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fabric pots for cannabis

Smart Pots vs Air Pots vs Regular Pots

Have you seen fabric pots (also known as “Smart Pots”) or “Air Pots” in a local gardening store or online in cannabis growing pictures? Wondering if smart pots and air pots are good for growing marijuana?

Smart pots and air pots provide extra oxygen at the roots, which is a good thing. In fact, that’s a big part of what makes hydro so effective at increasing cannabis growth rates, and smart pots capture some of that power. Growing cannabis in smart pots or air pots gives you some of the advantages of growing hydro, while allowing you to still hand-water your plants in soil or coco coir.

Smart Pots & Air Pots Make Cannabis Grow Faster!

Smart Pots
(Fabric Pots)

Air Pots
(plastic containers with holes on the sides like Swiss cheese)

However, there’s no one size fits all when it comes to growing weed. All types of containers have their strengths and weaknesses for growing weed, which I’ll outline for you quickly:

Quick Review: Regular Containers vs Smart Pots & Air Pots

  • Cannabis plants grow faster in smart pots or air pots (especially in the vegetative stage), in part because plant roots get plenty of access to oxygen
  • Cannabis plants in smart pots or air pots can’t really become root-bound, which is when roots wrap around the edges of the container and “choke” the plant. In a smart pot or air pot, it’s very difficult for the plant to get rootbound since it’s always receiving air from the sides which “air prunes” away any roots trying to wrap around the edges.
  • Cannabis plants are protected from becoming overwatered in air pots or smart pots. The air from the side helps make sure your plant always has plenty of oxygen so your plants don’t get “wet feet.”
  • However, in air pots or smart pots, plants need to be watered about twice as often as regular containers since the grow medium is constantly drying out from the sides.

Complete Cannabis Container Breakdown

Regular Pots vs Smart Pots vs Air Pots

Regular Pots for Growing Cannabis

This is a container with a hole at the bottom for drainage, plus a saucer to catch the water.

Tried and true method

Easy to find at any gardening store

Saucer captures runoff water for easy disposal

Helps keep growing medium from drying out too fast

Usually made out of ceramic or plastic

Smart Pots for Growing Cannabis

A smart pot is a plant container that has been made completely out of a stiff fabric

The shape is usually wider/more squat than a regular container, so it may be possible to grow plants in a slightly shorter space, especially compared to an air pot which is tall/thin. However, they take up more width than any of the other containers, so you may be able to fit less containers in a particular space.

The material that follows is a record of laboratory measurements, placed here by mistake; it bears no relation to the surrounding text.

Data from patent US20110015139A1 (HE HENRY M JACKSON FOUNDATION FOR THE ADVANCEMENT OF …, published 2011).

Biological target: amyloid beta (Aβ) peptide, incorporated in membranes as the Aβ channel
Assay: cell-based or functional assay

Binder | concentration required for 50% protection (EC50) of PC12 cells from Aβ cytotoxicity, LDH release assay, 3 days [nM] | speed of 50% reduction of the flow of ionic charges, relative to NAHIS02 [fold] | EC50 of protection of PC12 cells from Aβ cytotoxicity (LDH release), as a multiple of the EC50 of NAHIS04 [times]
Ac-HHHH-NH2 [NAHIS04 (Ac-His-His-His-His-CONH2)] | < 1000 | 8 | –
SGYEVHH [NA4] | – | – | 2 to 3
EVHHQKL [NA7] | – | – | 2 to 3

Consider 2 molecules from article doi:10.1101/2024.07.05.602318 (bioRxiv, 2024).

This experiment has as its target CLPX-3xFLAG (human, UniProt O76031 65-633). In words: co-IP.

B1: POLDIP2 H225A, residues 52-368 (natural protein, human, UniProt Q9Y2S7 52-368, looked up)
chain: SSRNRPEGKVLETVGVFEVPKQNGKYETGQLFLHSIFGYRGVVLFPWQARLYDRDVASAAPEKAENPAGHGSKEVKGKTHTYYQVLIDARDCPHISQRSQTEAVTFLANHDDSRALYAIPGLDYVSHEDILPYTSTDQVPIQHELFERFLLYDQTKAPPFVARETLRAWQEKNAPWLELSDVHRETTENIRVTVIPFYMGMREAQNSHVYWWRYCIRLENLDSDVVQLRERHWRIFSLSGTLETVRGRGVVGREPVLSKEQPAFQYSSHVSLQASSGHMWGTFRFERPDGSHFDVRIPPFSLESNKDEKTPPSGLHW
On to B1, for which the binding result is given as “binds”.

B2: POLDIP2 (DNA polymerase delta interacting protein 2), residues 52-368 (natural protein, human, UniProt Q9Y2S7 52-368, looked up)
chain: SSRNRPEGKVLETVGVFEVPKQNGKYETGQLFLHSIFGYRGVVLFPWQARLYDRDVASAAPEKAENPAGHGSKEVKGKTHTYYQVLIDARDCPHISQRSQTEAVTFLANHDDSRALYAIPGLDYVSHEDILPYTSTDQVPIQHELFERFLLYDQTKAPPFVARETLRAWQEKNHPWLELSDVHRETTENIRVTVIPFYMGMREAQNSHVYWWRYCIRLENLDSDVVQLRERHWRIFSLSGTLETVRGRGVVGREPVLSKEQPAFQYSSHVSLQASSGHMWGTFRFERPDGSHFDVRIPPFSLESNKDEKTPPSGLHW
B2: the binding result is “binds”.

Indoors, you need an extra large saucer or a tray to capture runoff water since smart pots don’t come with a saucer or tray and they seep out water from the sides. So in addition to the container taking up extra room, so will the saucer.

The wide base of a smart pot makes them well suited to growing really large plants, which is why smart pots come in huge sizes in addition to standard plant container sizes. Even giant plants won’t tip over in a smart pot. Many outdoor cannabis growers plant their cannabis in big (600+ gallon) smart pots since they help outdoor plants grow faster than just putting them straight in the ground.

More oxygen is delivered to the roots than a regular pot

Smart pots help prevent your cannabis from becoming root-bound and needing to be transplanted to a new container. This is accomplished by “air-pruning” roots from the sides, which stops your roots from wrapping around the edges of your container and “choking” your plant.

Smart pots make it difficult to over-water your plants, but that also means you will end up watering more often

Because smart pots dry out faster than regular cannabis containers, you should get double the size as you normally would, and it’s recommended your final size should be at least a 5-gallon container (anything smaller than that dries out in just a day or two!). So if you would normally get a 2-gallon container for your plants, you’d want to get at least a 5-gallon smart pot to make sure you’re not having to water your plants all the time.

If you’re going to go big, go with smart pots – your plants won’t by tippy

Air Pots for Growing Cannabis

An air pot is a plastic container with holes on the sides

The shape is taller and thinner than a regular container, so it may be possible to put more plants in a smaller space as long as you have the height

The narrow base means plants tend to be less stable on the ground in an air pot, especially if they’re tall, which means large plants can be easy to tip over.